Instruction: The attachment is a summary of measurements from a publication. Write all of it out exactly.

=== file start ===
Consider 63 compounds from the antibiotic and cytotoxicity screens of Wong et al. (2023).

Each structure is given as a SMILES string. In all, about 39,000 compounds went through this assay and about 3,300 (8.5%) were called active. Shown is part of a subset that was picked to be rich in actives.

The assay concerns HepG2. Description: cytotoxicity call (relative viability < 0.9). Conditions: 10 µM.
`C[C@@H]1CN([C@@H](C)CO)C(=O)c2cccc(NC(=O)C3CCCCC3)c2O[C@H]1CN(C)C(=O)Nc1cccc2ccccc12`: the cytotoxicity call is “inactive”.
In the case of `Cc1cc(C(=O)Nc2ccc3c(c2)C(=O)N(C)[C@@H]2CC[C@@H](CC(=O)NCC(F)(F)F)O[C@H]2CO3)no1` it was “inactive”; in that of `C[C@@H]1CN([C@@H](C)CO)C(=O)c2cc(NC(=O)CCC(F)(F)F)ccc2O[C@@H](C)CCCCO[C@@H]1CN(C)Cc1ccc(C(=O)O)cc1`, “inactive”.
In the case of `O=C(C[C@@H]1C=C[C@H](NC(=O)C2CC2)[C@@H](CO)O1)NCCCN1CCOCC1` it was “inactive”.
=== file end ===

Consider 63 compounds from the antibiotic and cytotoxicity screens of Wong et al. (2023).

Each structure is given as a SMILES string. In all, about 39,000 compounds went through this assay and about 3,300 (8.5%) were called active. Shown is part of a subset that was picked to be rich in actives.

The assay concerns HepG2. Description: cytotoxicity call (relative viability < 0.9). Conditions: 10 µM.
`C[C@@H]1CN([C@@H](C)CO)C(=O)c2cccc(NC(=O)C3CCCCC3)c2O[C@H]1CN(C)C(=O)Nc1cccc2ccccc12`: the cytotoxicity call is “inactive”.
In the case of `Cc1cc(C(=O)Nc2ccc3c(c2)C(=O)N(C)[C@@H]2CC[C@@H](CC(=O)NCC(F)(F)F)O[C@H]2CO3)no1` it was “inactive”; in that of `C[C@@H]1CN([C@@H](C)CO)C(=O)c2cc(NC(=O)CCC(F)(F)F)ccc2O[C@@H](C)CCCCO[C@@H]1CN(C)Cc1ccc(C(=O)O)cc1`, “inactive”.
In the case of `O=C(C[C@@H]1C=C[C@H](NC(=O)C2CC2)[C@@H](CO)O1)NCCCN1CCOCC1` it was “inactive”.